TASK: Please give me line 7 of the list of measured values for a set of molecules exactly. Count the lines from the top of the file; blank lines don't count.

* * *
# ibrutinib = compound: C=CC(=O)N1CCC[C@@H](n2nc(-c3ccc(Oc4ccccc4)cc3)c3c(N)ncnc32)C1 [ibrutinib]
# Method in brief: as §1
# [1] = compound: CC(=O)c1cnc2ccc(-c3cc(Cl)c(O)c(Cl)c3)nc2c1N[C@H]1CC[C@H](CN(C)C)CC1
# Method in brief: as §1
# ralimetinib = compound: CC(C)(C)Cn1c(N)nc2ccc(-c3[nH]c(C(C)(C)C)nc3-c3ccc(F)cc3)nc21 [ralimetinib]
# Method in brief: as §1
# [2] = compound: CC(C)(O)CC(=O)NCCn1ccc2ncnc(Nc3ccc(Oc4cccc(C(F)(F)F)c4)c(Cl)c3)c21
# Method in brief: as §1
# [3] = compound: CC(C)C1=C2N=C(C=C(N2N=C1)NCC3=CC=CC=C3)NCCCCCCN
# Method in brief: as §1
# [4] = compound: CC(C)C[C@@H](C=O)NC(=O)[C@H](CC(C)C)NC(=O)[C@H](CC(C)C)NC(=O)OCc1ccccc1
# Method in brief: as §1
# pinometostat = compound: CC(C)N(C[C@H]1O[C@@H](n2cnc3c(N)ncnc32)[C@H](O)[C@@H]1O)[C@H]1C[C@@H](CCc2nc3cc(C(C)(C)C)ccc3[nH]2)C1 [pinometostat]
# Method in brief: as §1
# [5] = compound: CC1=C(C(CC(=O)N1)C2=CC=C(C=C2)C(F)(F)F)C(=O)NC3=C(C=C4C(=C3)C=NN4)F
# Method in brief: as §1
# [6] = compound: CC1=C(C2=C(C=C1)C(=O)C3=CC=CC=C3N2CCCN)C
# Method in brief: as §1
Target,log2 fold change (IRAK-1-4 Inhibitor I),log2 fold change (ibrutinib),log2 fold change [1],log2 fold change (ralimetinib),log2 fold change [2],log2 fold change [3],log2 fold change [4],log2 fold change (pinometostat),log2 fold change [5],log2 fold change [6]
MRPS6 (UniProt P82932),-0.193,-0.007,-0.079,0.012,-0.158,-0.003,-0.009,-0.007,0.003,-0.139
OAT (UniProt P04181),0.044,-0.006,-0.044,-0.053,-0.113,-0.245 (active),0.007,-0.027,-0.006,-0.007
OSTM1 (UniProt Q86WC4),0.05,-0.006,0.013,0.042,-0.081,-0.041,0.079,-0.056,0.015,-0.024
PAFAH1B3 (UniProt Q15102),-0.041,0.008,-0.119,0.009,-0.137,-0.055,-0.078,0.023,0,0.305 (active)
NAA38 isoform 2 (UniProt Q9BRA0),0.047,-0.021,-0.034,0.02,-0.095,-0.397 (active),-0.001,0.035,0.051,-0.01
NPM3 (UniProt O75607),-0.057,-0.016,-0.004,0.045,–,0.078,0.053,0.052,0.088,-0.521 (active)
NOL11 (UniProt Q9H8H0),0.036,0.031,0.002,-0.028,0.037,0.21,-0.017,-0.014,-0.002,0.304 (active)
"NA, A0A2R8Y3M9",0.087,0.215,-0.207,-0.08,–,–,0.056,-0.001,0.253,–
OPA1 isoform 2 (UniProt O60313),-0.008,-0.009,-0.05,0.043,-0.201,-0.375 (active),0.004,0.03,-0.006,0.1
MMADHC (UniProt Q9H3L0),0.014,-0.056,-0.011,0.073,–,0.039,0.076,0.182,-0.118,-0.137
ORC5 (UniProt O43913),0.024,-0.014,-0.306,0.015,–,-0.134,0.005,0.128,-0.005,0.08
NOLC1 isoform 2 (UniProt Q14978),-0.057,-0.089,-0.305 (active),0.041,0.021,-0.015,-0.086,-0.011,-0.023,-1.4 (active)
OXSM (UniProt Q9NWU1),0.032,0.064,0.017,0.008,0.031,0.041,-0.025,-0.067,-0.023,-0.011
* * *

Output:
# [2] = compound: CC(C)(O)CC(=O)NCCn1ccc2ncnc(Nc3ccc(Oc4cccc(C(F)(F)F)c4)c(Cl)c3)c21